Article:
Without a consistent supply of testosterone, the tissues within the penis, scrotum, and testicles can undergo a process of atrophy, leading them to shrink or diminish in size. Consequently, the penis might experience a reduction in both length and thickness. What’s more is that the testicles may also undergo a noticeable decrease in size, often becoming about half the original size and becoming softer.

10. Reduced Muscle Mass

Reduced Muscle Mass

Testosterone aids in creating and assembling proteins, which are sensual components for building lean muscles. However, when testosterone levels decrease, your body shifts into a catabolic state. Instead of building muscle, your body starts breaking down muscle tissue in this state. Initially, lifting heavy weights or building muscles while working out might be harder. You can expect a reduction in muscle mass over a few weeks of having low T.

11. Increased Body Fat

Increased Body Fat

As you experience a decrease in size where it matters, you might notice an increase where it’s less desirable. The connection between obesity and low T forms a challenging loop. Low T can dampen your drive to engage in activities, potentially leading to weight gain. This interplay can create a cycle where low T and weight gain aggravate each other.

12. Memory Problems

Memory Problems

Memory issues often arise in men who have low levels of testosterone. Brain regions that are crucial for memory and attention possess receptors for testosterone. When these receptors lack adequate hormone supply, it can impede the efficiency of brain cells, potentially resulting in memory loss.

13. Weak Bones

weak bones

As testosterone levels decrease, your bones break down more rapidly than your body can rebuild. You become more susceptible to low bone density, osteoporosis, and fractures. Bone density naturally shifts as you age, and coupled with low T, it can contribute to a hunched or bent-over posture, affecting your overall appearance.

14. Hair Loss

Hair Loss

As you age, it’s more likely than not, given that your hair will begin to thin out, potentially leading to baldness. In the case of low testosterone, the decrease in this hormone can also result in the loss of body and facial hair. You might observe a slower growth rate of your beard and a decrease in the number of times you shave. Facial and body hair growth heavily relies on testosterone, so its deficiency can disrupt the natural hair growth process.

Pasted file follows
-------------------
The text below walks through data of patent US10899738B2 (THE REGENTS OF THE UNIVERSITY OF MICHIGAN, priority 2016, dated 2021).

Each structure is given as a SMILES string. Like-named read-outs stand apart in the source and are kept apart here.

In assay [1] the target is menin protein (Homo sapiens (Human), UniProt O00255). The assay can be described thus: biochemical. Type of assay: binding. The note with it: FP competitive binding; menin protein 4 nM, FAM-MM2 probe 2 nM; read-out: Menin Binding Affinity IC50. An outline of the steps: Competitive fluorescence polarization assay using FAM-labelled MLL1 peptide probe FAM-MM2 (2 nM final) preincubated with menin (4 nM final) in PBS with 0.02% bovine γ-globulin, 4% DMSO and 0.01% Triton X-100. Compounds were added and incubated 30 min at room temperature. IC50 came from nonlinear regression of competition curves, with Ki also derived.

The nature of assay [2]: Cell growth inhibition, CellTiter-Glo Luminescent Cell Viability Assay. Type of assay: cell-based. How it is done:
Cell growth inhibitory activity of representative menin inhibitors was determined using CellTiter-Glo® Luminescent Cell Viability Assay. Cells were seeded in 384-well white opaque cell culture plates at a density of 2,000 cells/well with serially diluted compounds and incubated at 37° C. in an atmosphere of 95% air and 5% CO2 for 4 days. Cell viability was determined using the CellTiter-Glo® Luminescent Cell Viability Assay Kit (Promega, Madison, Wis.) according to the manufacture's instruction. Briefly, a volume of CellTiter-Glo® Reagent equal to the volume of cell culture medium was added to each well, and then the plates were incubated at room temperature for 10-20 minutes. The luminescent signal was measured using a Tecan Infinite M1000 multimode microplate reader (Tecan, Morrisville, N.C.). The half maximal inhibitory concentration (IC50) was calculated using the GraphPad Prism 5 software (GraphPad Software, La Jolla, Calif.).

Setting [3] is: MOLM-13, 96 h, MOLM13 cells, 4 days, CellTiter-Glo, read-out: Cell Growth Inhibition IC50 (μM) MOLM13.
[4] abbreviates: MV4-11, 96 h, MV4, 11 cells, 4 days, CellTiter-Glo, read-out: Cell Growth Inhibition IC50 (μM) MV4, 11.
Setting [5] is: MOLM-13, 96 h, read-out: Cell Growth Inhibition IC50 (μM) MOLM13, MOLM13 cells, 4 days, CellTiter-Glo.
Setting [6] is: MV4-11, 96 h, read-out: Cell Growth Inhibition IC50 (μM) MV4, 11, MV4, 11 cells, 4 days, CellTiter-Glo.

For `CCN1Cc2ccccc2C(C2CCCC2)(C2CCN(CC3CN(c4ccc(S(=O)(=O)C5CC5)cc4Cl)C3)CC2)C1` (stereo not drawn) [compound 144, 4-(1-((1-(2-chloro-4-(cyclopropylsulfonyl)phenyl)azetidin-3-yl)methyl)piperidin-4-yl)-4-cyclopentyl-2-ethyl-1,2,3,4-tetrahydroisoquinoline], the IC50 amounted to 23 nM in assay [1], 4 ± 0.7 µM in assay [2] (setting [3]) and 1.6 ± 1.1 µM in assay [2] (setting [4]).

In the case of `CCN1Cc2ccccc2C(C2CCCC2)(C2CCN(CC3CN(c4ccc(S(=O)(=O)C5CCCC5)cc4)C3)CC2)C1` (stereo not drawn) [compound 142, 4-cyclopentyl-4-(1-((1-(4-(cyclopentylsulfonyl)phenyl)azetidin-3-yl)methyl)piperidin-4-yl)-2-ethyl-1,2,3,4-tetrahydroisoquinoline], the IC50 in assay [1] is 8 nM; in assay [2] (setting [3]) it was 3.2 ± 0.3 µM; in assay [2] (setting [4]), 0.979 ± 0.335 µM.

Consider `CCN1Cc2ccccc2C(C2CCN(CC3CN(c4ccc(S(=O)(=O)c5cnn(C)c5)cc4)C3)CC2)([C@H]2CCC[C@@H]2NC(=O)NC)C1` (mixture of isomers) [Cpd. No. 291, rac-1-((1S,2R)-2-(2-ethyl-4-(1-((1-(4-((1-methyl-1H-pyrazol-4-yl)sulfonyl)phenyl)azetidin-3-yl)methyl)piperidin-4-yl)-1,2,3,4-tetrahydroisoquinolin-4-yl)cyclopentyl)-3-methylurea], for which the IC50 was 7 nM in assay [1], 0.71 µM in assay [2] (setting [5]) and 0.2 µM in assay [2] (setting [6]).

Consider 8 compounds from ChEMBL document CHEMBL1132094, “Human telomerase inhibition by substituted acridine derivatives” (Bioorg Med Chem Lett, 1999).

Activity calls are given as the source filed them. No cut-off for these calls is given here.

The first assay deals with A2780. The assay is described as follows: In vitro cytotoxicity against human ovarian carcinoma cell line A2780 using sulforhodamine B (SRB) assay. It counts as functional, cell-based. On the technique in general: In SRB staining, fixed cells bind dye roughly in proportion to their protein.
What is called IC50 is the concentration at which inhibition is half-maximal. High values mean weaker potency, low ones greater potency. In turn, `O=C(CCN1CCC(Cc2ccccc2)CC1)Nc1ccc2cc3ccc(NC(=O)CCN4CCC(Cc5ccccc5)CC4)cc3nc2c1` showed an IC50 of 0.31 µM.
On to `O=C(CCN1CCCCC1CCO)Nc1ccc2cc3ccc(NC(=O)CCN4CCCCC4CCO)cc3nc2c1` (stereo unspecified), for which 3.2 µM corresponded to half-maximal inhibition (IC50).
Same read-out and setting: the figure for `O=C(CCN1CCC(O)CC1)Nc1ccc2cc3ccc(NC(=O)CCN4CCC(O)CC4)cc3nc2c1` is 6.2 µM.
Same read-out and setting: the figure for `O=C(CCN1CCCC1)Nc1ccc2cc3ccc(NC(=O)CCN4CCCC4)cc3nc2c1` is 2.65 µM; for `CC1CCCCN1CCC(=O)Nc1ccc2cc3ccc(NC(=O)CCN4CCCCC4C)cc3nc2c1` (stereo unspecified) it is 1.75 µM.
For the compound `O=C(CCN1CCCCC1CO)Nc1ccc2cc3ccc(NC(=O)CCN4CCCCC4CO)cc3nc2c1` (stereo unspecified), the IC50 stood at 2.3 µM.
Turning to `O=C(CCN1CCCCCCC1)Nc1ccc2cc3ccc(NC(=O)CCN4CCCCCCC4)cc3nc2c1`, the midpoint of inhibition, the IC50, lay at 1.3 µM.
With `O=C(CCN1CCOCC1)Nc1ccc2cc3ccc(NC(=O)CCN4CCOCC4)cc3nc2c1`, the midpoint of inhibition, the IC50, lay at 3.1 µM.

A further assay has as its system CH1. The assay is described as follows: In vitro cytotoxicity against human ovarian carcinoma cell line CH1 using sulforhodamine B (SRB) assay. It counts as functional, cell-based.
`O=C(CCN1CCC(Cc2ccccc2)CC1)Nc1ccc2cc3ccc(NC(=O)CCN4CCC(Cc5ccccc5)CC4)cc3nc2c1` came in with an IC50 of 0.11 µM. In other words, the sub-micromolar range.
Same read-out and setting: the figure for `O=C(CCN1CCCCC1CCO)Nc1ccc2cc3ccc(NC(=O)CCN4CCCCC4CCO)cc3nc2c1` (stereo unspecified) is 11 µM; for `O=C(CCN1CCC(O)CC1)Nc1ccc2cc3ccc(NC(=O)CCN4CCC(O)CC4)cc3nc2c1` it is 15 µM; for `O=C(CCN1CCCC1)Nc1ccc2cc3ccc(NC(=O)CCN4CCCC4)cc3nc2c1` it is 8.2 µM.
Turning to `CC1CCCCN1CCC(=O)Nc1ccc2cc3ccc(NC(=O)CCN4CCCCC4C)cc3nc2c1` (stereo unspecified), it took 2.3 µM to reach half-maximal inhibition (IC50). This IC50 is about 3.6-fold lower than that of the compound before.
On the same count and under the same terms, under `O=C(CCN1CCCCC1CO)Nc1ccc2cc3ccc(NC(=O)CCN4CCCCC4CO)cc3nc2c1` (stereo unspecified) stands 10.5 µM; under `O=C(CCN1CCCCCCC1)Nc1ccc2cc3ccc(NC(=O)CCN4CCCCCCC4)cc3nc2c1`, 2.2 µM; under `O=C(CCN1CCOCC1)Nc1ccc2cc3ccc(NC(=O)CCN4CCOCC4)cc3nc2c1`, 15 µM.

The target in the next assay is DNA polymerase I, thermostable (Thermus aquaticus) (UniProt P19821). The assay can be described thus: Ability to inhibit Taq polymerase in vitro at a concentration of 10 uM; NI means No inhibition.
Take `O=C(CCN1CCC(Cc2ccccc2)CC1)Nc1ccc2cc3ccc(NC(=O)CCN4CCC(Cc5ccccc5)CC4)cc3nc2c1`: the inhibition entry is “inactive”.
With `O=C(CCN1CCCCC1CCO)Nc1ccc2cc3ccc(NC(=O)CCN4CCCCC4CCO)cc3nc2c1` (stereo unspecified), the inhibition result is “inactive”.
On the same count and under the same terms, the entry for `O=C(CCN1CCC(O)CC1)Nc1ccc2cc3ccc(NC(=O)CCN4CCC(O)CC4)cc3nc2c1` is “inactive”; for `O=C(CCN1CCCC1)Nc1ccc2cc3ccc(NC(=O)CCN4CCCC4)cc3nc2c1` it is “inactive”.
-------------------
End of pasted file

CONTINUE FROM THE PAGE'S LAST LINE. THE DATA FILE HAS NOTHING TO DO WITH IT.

Testosterone Levels Throughout Your Life Cycle

Testosterone Levels Throughout Your Life Cycle

Testosterone plays a crucial role in the normal development of the male reproductive system during pregnancy. Its presence in the womb is vital for shaping the formation of male reproductive organs.

Moreover, research involving 60 children suggests that testosterone levels in the womb could impact the functioning of the brain’s left and right hemispheres. Maintaining a delicate testosterone balance during fetal development is essential for promoting optimal brain health.

Interestingly, higher levels of fetal testosterone have been associated with a potential link to autism.

1. Adolescence and Early Adulthood

Adolescence and Early Adulthood

During adolescence and early adulthood, testosterone levels surge to their peak. This hormone, along with androgens, drives notable physical transformations in boys as they go through puberty. Manifestations include the deepening of the voice, the broadening of the shoulders, and the development of more masculine facial features.

2. Adulthood


As men progress into adulthood, a gradual decline in testosterone levels is observed, declining at an approximate rate of 1 percent per year after age 30. This natural decline is a normal part of the aging process.

The role of testosterone spans different stages of life, encompassing fetal development, the dynamic changes of adolescence, and the gradual adjustments that occur during adulthood. Understanding these intricate hormonal influences contributes to our comprehension of human growth and development.

How is Low T Treated?

How is Low T Treated?

Treatment for low testosterone, known as male hypogonadism, involves testosterone replacement therapy. This therapy is available in various forms to address the condition effectively:

  • Testosterone Skin Gels: These gels are applied daily to clean, dry skin. It’s crucial to prevent the transfer of the gel to others through skin contact. This method is popular in the U.S.
  • Intramuscular Testosterone: Injections are administered into a muscle every 1 to 2 weeks. Long-acting injections can be given every 10 weeks, and subcutaneous injections are available.
  • Testosterone Patches: These patches are worn daily on the skin, with the location of the application rotated to avoid skin reactions.